Mushroom Microdosing is a new and upcoming trend with recreational cannabis users. Many psychedelic substances have been illegal for years, but most recently many of the world’s top experts have made many strides in research regarding psychedelics.
Much of what scientists know about psychedelics work involves serotonin, a chemical that keeps our brains ticking. It is one of the most important neurotransmitters in the brain and has an affect on nearly everything that we do everyday including what mood we are in, and how we process information.
According to the pharmaceutical industry, antidepressants typically to increase the production of serotonin in the brain so that a person feels better. Now psychedelics work a little more directly by copying or “mimicking” the effects of serotonin. This means that one of their main effects is to stimulate a serotonin receptor, located in the prefrontal cortex, called “5-HT2A.”
The stimulation of the 5-HT2A receptor leads to two very important results:
- The production of “Brain Derived Neurotrophic Factor” (BDNF). BDNF is “like Miracle-Gro for your brain. It stimulates growth, connections, and activity.”
- The increased transmission of “Glutamate.” Glutamate is the neurotransmitter most responsible for brain functions like cognition, learning, and memory.
Glutamate and BDNF work together in ways that science is still struggling to understand, but it’s become clear that having more of each leads to many of the benefits we all seek from “microdosing”.
Psychedelics allow unique connections to be formed by dampening the activity of an often over-used part of our brain called the “Default Mode Network”.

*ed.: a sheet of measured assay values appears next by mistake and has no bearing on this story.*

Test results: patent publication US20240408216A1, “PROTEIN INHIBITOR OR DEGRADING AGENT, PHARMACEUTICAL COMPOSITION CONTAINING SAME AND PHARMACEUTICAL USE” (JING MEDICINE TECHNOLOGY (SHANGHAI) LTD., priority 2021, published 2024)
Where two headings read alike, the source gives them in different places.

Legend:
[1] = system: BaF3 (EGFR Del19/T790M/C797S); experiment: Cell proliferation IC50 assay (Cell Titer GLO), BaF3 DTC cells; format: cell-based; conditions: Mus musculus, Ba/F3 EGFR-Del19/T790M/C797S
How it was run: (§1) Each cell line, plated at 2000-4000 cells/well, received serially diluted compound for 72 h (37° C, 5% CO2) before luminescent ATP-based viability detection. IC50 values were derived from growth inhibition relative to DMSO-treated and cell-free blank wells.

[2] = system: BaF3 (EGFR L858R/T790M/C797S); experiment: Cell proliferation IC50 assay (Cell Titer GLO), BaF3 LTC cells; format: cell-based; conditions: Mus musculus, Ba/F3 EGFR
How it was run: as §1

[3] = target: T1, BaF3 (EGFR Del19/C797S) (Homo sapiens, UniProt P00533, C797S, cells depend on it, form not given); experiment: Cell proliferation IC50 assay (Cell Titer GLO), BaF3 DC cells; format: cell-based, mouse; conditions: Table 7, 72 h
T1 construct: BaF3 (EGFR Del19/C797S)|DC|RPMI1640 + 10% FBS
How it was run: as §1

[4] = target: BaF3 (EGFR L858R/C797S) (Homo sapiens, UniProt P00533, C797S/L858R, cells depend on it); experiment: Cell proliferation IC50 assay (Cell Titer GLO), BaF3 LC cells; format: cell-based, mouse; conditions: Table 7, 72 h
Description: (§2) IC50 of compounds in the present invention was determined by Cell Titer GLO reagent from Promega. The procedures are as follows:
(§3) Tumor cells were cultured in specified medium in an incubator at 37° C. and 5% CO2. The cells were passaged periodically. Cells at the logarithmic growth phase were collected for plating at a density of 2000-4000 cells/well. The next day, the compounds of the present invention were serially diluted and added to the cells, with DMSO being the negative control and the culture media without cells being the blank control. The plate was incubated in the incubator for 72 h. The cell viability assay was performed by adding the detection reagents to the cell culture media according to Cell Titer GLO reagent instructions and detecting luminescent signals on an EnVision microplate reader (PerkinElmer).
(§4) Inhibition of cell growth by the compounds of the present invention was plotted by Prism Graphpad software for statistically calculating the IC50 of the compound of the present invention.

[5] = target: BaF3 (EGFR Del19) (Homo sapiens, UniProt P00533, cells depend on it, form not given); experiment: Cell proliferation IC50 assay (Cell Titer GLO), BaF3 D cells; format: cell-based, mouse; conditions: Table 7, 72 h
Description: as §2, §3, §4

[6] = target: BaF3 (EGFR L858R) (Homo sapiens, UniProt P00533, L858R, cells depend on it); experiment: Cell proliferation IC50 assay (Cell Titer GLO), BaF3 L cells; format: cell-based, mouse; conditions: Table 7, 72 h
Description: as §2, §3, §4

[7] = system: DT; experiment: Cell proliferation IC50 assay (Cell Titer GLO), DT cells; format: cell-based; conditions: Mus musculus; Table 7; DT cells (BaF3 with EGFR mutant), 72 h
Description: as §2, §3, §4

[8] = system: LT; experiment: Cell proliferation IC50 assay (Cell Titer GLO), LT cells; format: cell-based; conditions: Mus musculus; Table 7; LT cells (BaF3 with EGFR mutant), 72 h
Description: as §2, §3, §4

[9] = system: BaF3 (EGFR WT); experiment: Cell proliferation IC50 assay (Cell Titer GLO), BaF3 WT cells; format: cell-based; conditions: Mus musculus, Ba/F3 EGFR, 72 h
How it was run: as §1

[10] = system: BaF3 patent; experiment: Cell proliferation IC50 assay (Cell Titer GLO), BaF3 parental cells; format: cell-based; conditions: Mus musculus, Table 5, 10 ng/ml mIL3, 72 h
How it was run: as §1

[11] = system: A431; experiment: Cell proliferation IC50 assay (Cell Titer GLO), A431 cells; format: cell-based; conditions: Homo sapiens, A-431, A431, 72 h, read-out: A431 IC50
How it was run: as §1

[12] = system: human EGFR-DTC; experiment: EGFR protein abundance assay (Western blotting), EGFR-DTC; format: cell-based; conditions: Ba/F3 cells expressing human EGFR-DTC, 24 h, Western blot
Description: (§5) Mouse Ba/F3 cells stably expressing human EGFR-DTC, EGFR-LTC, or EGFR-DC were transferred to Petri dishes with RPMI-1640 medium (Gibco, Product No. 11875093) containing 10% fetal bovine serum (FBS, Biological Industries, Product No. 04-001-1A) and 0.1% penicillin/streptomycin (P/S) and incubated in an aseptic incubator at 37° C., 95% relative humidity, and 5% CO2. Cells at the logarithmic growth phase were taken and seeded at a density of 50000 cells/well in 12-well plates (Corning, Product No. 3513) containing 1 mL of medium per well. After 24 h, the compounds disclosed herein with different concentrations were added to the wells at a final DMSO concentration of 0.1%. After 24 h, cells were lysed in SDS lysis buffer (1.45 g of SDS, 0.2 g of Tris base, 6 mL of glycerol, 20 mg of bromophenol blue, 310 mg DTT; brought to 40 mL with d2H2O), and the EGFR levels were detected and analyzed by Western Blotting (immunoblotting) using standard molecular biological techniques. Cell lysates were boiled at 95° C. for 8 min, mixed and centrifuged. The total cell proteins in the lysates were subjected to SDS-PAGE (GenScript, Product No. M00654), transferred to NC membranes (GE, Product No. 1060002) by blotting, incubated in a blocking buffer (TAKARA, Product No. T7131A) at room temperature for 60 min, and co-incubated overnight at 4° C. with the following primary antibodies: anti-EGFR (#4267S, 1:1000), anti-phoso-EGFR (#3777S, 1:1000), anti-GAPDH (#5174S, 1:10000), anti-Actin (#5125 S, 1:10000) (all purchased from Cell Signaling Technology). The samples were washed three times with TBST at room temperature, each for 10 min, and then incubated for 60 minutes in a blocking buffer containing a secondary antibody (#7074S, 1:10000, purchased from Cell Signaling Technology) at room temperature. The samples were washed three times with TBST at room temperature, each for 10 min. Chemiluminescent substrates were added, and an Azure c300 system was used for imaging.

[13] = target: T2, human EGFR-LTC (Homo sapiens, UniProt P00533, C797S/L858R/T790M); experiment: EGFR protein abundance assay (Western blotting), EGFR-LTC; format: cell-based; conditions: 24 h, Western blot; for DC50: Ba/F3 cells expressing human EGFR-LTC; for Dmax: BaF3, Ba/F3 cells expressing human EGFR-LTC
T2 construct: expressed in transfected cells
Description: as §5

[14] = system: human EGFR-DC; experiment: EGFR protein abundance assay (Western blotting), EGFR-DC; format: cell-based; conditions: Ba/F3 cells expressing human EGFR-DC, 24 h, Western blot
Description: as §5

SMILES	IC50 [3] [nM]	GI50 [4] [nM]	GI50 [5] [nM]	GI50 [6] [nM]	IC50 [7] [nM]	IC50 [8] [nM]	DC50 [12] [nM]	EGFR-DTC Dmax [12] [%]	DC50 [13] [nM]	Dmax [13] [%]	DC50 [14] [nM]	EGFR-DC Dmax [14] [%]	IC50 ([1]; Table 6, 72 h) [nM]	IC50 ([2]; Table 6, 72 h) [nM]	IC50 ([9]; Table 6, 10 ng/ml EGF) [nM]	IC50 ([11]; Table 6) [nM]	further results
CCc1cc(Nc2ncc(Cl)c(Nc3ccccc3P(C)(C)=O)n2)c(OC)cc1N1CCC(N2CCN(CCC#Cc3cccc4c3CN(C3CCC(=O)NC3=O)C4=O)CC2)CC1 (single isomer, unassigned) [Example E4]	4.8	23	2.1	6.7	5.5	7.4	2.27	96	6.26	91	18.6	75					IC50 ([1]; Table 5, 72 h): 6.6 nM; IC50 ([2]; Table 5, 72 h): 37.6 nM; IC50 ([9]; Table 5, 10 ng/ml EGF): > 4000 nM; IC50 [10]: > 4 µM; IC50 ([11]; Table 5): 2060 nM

The Default Mode Network is an area of the brain used for an array of different mental activities, including day-dreaming, self-reflection, and thinking about the past or the future. Some studies suggest that depression is linked to an overactive DMN. It’s possible that a highly active DMN causes us to ruminate, over-analyze ourselves, and step out of the present moment to constantly question the past and the future.
This helps explain why these substances could be used to combat depression and anxiety, and also lead to insights and creative perspectives that otherwise remain inaccessible to us.
What is a FLOW STATE?
All of us, at some point in our lives, have experienced a flow state. The surfer effortlessly riding a big wave, the therapist perfectly in-sync with her client, the salesman working the room in an out of body experience… all are examples of people performing at their best while in flow.
Simply put, flow is truly one of the great experiences of being human.
We have no specific, non-anecdotal evidence to suggest that microdoses of psychedelics can induce flow states – but we know that moderate doses can change the function of the brain in a way very similar to that seen in flow states.
Scientific studies show that moderate doses of psychedelics cause brain waves to shift more towards alpha oscillations, which is also seen in the transition to a flow state.
Psychedelics imitate the neurotransmitter serotonin when they enter the brain – and we know that serotonin is found in higher levels in flow states. Similarly, psychedelics increase the levels of dopamine in the brain, another neurotransmitter which is found in higher levels in flow states.
Perhaps most importantly, psychedelics’ ability to dampen down the DMN can allow our brains to make unique connections between areas that don’t usually communicate. This is crucial for allowing flow states to occur.
Since we know that moderate doses of psychedelics can induce similar effects to a flow state in the brain, it seems likely that a regular microdosing regimen will start to shift our awareness in the direction of flow.
This is the first in a series of 5 articles explaining microdosing and how it can be used to influence our moods and increase the state of our mood.